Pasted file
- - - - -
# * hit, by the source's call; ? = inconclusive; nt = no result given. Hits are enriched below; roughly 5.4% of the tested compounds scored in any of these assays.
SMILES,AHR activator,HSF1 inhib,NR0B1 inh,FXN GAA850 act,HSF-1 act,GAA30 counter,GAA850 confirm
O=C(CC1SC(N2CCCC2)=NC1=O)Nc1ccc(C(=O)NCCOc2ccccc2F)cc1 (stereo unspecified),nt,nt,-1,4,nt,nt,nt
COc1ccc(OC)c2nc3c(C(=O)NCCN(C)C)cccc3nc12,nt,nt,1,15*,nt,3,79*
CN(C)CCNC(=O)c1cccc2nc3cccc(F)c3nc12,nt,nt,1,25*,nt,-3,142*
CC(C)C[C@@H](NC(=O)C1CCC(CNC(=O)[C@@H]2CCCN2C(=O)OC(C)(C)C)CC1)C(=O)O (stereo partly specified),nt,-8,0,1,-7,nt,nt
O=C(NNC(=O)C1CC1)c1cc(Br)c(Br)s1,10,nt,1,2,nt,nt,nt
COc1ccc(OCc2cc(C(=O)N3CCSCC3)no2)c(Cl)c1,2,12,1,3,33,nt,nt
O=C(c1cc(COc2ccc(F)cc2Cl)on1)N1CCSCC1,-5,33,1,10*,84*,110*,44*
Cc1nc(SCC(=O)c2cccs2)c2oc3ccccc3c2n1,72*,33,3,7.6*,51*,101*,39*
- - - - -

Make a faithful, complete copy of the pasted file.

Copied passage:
# * hit, by the source's call; ? = inconclusive; nt = no result given. Hits are enriched below; roughly 5.4% of the tested compounds scored in any of these assays.
SMILES,AHR activator,HSF1 inhib,NR0B1 inh,FXN GAA850 act,HSF-1 act,GAA30 counter,GAA850 confirm
O=C(CC1SC(N2CCCC2)=NC1=O)Nc1ccc(C(=O)NCCOc2ccccc2F)cc1 (stereo unspecified),nt,nt,-1,4,nt,nt,nt
COc1ccc(OC)c2nc3c(C(=O)NCCN(C)C)cccc3nc12,nt,nt,1,15*,nt,3,79*
CN(C)CCNC(=O)c1cccc2nc3cccc(F)c3nc12,nt,nt,1,25*,nt,-3,142*
CC(C)C[C@@H](NC(=O)C1CCC(CNC(=O)[C@@H]2CCCN2C(=O)OC(C)(C)C)CC1)C(=O)O (stereo partly specified),nt,-8,0,1,-7,nt,nt
O=C(NNC(=O)C1CC1)c1cc(Br)c(Br)s1,10,nt,1,2,nt,nt,nt
COc1ccc(OCc2cc(C(=O)N3CCSCC3)no2)c(Cl)c1,2,12,1,3,33,nt,nt
O=C(c1cc(COc2ccc(F)cc2Cl)on1)N1CCSCC1,-5,33,1,10*,84*,110*,44*
Cc1nc(SCC(=O)c2cccs2)c2oc3ccccc3c2n1,72*,33,3,7.6*,51*,101*,39*